Dave Mann, a Los Alamos specialist in making thin sections of rock samples (he had been one of the first to make thin sections of moon rocks), prepared thin sections of scraps of Sam's bone for us to examine. Like other dinosaur bones, the microscopic details were sharp: cellular structure was crisp, boundaries were intact, and the pore spaces were filled largely with crystalline quartz as in typical fossil bone. The high concentration of silicon in Nate's analysis was consistent with what we saw under the microscope, but how to explain the other elements? From two disciplines, analytical chemistry and mineralogy, we had complementary information. But from neither of these preliminary studies could we identify the mineralogical composition of the bone--or what it was that had the form  of bone, as distinguished from the quartz infillings. Was the correspondence only a coincidence? Or, was the fossil bone real, its form and substance  unchanged from its original composition?

Dave Mann and his on-site coring device. The device is a modified drill press. The hollow coring bit was lubricated by distilled water to avoid contamination.

Bone, in situ. This hint of bone was exposed during coring. The whole piece was later excavated and identified as caudal vertebra no. 7.

To produce fresh samples of bone at the site, Dave built an ingenious, simple coring device from a drill press and spare parts in his laboratory. Lubricated by distilled water and powered by a generator at the excavation site, the coring apparatus cut into the rock like a tubular cookie cutter. Dave and several assistants drilled three solid cores, each about two inches in diameter, from one of Sam's bones that had been exposed but not treated with preservatives or hardeners. We had only exposed a small part of the bone, awaiting sufficient funding to commence a large-scale excavation, and we weren't positive which bone in the body it would be. Later we identified it as the seventh vertebra of the tail as counted from the hips rearward. At the time of drilling we did not know how thick this exposed bone would be (I had correctly guessed it was a caudal vertebra) or whether we would drill through a thick and dense section of the bone. However, we decided to take the chance that we would get good sections in the cores, rather than expose the bone further and risk altering its in situ chemistry. The distilled water was for ensuring purity in the sampling: we did not want to introduce new chemicals to the bone and surrounding rock that might contaminate the cores and give false readings in our analyses.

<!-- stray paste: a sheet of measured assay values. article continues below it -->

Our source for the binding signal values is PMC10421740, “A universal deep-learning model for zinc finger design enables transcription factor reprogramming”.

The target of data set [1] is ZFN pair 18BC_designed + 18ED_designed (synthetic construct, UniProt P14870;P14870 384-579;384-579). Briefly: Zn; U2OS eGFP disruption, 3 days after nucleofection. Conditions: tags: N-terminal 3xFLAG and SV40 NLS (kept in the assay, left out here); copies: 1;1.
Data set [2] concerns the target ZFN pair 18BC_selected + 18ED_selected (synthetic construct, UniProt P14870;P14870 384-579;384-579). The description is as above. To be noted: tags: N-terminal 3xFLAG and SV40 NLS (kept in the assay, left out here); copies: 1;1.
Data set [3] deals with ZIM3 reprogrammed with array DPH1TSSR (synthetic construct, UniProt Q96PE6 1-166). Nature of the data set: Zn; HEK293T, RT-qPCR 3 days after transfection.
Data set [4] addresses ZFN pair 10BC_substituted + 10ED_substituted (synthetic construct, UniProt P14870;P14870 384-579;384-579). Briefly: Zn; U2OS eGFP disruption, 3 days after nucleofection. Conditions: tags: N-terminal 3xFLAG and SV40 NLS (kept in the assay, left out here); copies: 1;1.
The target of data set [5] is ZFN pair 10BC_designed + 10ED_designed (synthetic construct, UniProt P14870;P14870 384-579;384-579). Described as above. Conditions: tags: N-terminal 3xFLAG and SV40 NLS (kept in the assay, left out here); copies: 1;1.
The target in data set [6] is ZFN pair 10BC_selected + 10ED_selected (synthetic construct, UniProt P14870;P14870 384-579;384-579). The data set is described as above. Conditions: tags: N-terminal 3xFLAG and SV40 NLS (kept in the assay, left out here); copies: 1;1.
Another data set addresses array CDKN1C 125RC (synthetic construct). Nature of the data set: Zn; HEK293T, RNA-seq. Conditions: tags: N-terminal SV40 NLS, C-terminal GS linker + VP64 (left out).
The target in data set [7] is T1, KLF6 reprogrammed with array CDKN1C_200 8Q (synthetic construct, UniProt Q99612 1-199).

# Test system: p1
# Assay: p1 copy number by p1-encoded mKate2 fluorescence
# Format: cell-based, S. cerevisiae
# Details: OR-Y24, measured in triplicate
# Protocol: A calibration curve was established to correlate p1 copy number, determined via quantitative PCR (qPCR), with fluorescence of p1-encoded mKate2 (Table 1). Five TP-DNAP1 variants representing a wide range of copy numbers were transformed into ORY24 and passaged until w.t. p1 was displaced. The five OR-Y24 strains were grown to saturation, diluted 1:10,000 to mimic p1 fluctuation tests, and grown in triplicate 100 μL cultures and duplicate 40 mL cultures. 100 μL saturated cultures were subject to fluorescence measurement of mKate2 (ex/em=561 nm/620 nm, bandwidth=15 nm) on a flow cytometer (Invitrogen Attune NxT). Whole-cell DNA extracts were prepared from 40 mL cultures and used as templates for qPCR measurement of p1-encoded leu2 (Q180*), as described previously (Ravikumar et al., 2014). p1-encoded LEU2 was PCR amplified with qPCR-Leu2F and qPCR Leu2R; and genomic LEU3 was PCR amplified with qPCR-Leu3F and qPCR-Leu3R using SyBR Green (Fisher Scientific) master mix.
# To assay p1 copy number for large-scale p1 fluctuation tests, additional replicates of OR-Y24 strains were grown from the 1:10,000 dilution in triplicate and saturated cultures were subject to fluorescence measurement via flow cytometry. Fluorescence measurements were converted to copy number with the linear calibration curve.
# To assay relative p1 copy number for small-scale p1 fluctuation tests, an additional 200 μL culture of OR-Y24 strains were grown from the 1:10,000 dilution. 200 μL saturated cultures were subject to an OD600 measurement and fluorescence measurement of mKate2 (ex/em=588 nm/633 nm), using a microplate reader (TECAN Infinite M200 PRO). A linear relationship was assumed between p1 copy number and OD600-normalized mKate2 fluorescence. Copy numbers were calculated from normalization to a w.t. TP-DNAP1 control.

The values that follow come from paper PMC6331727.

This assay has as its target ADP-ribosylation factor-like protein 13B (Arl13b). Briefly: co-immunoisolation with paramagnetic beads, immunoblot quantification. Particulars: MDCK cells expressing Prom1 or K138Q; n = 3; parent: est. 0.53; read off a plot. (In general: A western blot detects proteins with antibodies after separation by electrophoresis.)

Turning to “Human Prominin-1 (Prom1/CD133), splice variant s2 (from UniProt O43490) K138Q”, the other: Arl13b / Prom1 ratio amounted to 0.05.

These three cores became the samples for the first detailed chemical analyses of Sam's bones. Lab personnel treated the bones as though they were a precious metal. The cores were locked up in safes, paperwork was attached to every piece as though tracking nuclear material, and everyone handled the bone as though it were a newborn baby. In one meeting at the Lab, at least two dozen personnel showed up for the unwrapping of the first cores--an event akin to unveiling an artist's latest work.

The three original cores were all about a foot long. As they were crumbly, they were retained in foil jackets. Unfortunately, they contained only thin pieces of bone separated by sand that was only partially cemented. Clearly, we had not taken our samples from the main body of the vertebra, but from the edges where thin laminae support the external struts for muscle attachment. We confirmed this conclusion later, with excavation of the bone. In the cores, the thickest bone was less than a half inch--sufficient for analysis, but we had hoped for more. We kept the sand and sandstone intact so that we could analyze it too for its mineralogy and chemistry, as it was probable that the bone and its surrounding matrix were in a condition of dynamic equilibrium. Some of the chemical content of the bone would thus be leached into the sand, and some of the chemical content of the sand leached into the bone.

The dynamic equilibrium would be a condition of chemical adjustment corresponding to the temperature, pressure, and groundwater chemistry present near the time of exposure. Earlier in the burial history when Sam's bones were under considerable pressure beneath hundreds and perhaps well over a thousand feet of sediment and even deeply submerged beneath the waters of the Cretaceous sea, temperature and chemical conditions would have varied. The mineralogical and chemical properties of the dynamic equilibrium of bone and rock matrix would thus have varied too. Indeed, this is the guiding principal in understanding all chemical changes of rocks and minerals in the earth, and it applies equally to buried fossils: neither the surrounding rocks nor the fossils are inert. They are mutually affected by conditions of burial, their components interacting in chemical reactions that should be predictable. Assuming dynamic equilibrium as the guiding principal, the implied quest to identify the predictable chemical properties became our goal.